Farm Income, Finance and Credit Outlook for 2002

Farm Income, Finance and Credit Outlook for 2002

Policy Analysis with Integrated Rural/Farm Household Data Mitch Morehart, Jeffrey Hopkins, and James Johnson Third International Conference on Agricultural Statistics, Cancun Mexico, November 2-4, 2004 Economic Research Service, USDA Complexity of Farm Household Structure Consumption & Savings Government Functions Government Cash Transfer Income Property Tax Sales Tax In-Kind Transfers Household Money Income Gifts,

Inheritance, etc. Allocation of Income Consumption Public Spending Savings Economic Well-Being Wages, Salaries, and Self Employment Income Nonfarm Employment Home Production Nonfarm Self Employment Household income share Allocation

of Savings Farm Production Home Assets Allocation of Time Education Production Nonfarm Business Assets Labor Financial Assets Farm Assets Investment Income Human Capital

Resources Adapted from: Thomas, R.William (1977). Economic Research Service, USDA Determinants of ARMS Content Public and Private Farming Issues Conceptual Requirements of Financial Accounts Content of Farm Information System Household Labor and Asset Allocation, Demographic, & SocioEconomic Attributes Organizational and Operating Structure of Farms Economic Research Service, USDA Stakeholder Involvement In Production Activities of U.S. Household-Farms Of the 2.1 million U.S. farms: Landlords--209,000 farmers rent land for a share of production; another 633,000 farmers rent land for cash

Lenders--910,000 farmers owe debt at year-end; almost all use debt during the calendar year Hired Labor--632,000 farmers use hired labor Contract Entities--50,000 farmers grow agricultural commodities for other firms under a contract arrangement Partners--93,000 households organized their farm as a partnership Shareholders--65,000 households organized their farm as a family corporation Multiple Operator Households--145,000 farms are organized with multiple households providing production assets Economic Research Service, USDA Modular Design Enables ARMS To Reflect Complex Farm Structure Phase I: Interview to Screen Participants Phase II: Provides In-Depth Perspective About Chemical Use, Production Practices, etc Phase III: Provides In-Depth Perspective About Farm Economics, Household Finances, Farm and Operator Characteristics State-Level Farm-Household Core Survey National Focus Farm-Household Survey Phase III Versions Linked to support income, financial performance, and structural analyses for households and businesses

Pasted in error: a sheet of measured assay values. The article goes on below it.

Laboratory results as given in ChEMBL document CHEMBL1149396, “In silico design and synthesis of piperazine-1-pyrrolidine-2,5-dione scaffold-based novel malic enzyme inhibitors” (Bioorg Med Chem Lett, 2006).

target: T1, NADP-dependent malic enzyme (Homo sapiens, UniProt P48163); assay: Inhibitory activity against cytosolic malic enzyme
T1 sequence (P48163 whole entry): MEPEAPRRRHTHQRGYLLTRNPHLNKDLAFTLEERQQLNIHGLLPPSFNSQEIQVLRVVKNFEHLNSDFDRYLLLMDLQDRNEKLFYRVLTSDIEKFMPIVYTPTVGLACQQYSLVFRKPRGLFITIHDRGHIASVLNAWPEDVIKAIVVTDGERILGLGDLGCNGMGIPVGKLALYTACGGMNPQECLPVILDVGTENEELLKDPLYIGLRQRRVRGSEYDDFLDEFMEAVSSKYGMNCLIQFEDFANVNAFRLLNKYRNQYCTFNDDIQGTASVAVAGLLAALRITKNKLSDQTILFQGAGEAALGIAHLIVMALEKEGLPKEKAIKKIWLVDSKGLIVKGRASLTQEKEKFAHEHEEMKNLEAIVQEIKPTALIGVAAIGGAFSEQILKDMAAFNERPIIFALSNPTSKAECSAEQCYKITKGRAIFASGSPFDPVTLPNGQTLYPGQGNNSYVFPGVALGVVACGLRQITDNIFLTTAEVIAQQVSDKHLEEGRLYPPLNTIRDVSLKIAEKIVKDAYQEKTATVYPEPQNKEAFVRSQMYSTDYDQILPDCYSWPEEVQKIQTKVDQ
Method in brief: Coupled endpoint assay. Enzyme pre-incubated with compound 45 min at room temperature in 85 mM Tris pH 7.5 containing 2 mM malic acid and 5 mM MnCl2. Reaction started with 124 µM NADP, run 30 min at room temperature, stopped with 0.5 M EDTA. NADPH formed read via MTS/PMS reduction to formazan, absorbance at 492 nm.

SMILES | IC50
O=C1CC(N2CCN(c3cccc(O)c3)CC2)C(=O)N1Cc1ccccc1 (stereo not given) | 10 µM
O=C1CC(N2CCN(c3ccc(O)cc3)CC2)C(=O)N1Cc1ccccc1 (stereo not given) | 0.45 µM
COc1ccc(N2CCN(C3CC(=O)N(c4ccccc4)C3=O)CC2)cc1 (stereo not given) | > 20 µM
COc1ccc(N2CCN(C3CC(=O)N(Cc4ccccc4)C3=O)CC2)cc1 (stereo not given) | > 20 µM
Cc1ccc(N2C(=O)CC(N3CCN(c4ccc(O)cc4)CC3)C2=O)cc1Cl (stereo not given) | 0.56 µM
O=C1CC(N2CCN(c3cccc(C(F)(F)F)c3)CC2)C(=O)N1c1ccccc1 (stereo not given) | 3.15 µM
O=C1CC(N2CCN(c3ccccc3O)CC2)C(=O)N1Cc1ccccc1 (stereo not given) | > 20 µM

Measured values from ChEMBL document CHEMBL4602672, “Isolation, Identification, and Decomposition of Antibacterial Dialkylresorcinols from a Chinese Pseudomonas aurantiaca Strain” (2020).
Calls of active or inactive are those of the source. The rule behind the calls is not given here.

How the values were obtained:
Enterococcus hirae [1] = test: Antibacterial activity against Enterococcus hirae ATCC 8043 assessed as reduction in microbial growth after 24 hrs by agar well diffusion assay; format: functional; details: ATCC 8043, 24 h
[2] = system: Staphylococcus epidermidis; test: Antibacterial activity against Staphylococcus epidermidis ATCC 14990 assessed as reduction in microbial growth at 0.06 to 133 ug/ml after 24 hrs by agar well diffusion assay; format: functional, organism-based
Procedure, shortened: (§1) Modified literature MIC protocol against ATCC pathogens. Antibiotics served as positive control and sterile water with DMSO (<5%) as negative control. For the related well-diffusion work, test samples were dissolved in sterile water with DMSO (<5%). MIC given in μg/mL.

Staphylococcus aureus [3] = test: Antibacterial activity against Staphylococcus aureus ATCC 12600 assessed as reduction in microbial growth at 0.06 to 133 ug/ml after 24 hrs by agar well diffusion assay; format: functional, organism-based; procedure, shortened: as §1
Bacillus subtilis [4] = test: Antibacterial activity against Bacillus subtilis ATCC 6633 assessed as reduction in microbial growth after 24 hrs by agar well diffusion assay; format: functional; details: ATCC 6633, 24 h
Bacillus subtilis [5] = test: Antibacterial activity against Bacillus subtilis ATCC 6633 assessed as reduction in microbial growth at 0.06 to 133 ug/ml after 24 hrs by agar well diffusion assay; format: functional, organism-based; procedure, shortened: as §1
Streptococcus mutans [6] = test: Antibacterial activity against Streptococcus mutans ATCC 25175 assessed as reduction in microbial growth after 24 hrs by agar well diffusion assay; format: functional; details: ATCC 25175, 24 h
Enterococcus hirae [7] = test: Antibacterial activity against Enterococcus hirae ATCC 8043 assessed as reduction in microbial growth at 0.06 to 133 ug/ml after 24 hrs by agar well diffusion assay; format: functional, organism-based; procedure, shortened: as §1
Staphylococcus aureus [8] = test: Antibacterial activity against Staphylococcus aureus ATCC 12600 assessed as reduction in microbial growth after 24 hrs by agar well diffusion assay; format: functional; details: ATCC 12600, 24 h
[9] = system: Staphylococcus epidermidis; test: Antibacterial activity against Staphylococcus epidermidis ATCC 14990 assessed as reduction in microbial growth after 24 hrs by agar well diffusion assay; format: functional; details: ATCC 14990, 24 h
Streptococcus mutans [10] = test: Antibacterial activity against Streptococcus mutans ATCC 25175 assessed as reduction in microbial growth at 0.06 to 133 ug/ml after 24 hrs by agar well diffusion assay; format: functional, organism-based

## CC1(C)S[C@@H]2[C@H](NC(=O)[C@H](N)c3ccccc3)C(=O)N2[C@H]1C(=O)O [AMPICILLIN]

Production Practices and Costs Report (commodity) Phase II & III versions linked to support adoption & cost distribution analyses Enterprise Linked Farm-Household Survey Phase III & II versions Also support assessment of structure and environmental issues Economic Research Service, USDA ARMS correctly assigns income and expenses to the different stakeholders Stakeholders Share in Value Added Interest Households and Other Institutions Share Net Income Income May be Shared Among Multiple Households

Households Operator Households 93% Net Rent 13.1% 14% Employee Compensation 25.2% 62.1% Net Farm Income 47.7% Nonfamily Farms 7% Contractors With Farm Operators 31.2% Other Households 7% Economic Research Service, USDA Household income and wealth come from a variety of sources

Sources of Farm Operator Household Income Distribution of Nonfarm assets of farm households, 1999 C ash, checking, savings, money market, US savings bonds, and C Ds 21% Wages & salaries 51% Other nonfarm assets 31% Off-farm Business 14% Farm income 9% Social security & other public programs 11% Interest & dividends 8% Net farmland rental 1% IR A, Keogh P lan, 401K, and other retirement plans 26% Other off-farm income 6%

C orporate stocks, mutual funds, and other financial assets 22% Economic Research Service, USDA Policy Example 1: Savings, Income Volatility, and Basic Needs 50 40 30 20 10 0 -10 -20 -30 1967 1972 1977 1982 f arm household income

1987 1992 1997 2002 nonf arm household income Economic Research Service, USDA Policy Example 2: Farm Household Impacts from Policy Reform Economic Research Service, USDA Policy Example 3: On-farm Technology Adoption Farmers' Use of Input Acquisition Management Practices, 2000 70 60 50 40 30 20 10 0 Commercial farms Intermediate farms

Using management service for inputs Shopping for best price Using buying clubs, etc Rural residences Locking in prices Negotiating discounts Economic Research Service, USDA Implications ARMS data collection is driven by issues confronting households that operate farm establishments Data collection reflects measurement concepts for households, farm establishments, and the U.S. farm sector Issues confronting ARMS measurement system are dynamic Multiple income and wealth measures and changes in demand for data: imply need to collect data at the item and unit level of measurement Imply need to store data at item and unit level to enable use over time and across different issues and groups Household measures are developed within the context of the farm establishment to facilitate use in applied analyses Economic Research Service, USDA

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